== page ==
Phoenix Police seeing benefits of tech advances with cold cases
PHOENIX -- DNA technology is helping police solve more cold cases and it's not just on television.
Last week, 58-year-old Cudellious Love was arrested at his north Phoenix home and was charged in the 1989 murder and rape of Laura Hunding in Phoenix.
Police Sgt. Troy Hillman said the department has about 2,500 cold cases on the books but DNA technology is helping to solve more and more of these cases. Forty-five such cases have been solved since 2009 because of DNA matches.
"We're going to keep trying and we're proud of the number of cases we've solved," Hillman said.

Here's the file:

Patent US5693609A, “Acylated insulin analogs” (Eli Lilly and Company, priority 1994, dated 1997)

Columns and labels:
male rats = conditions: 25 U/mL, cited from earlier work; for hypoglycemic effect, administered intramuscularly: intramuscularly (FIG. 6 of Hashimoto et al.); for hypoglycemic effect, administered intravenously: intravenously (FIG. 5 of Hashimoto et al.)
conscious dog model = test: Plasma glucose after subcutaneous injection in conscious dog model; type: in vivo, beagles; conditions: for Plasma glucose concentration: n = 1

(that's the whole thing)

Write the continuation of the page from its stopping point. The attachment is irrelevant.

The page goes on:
Cold cases can be solved without DNA using fingerprints and other evidence but some jurors want the "CSI" effect.
"They want that DNA and not all cases have it. Some are based on fingerprints, some on circumstantial evidence, and some cases have witness testimony."
Despite advances, some cold cases will still be difficult if not impossible to solve.
"Some of the cases have minimal evidence and nobody is talking. We struggle with it," he said.
But the struggle is worth the reward when the department can deliver the news to families that a suspect has been arrested.
"At least they can hold someone accountable. These are families that have had difficulty making memories and living their lives because of this person," Hillman said.
Jim Cross, Reporter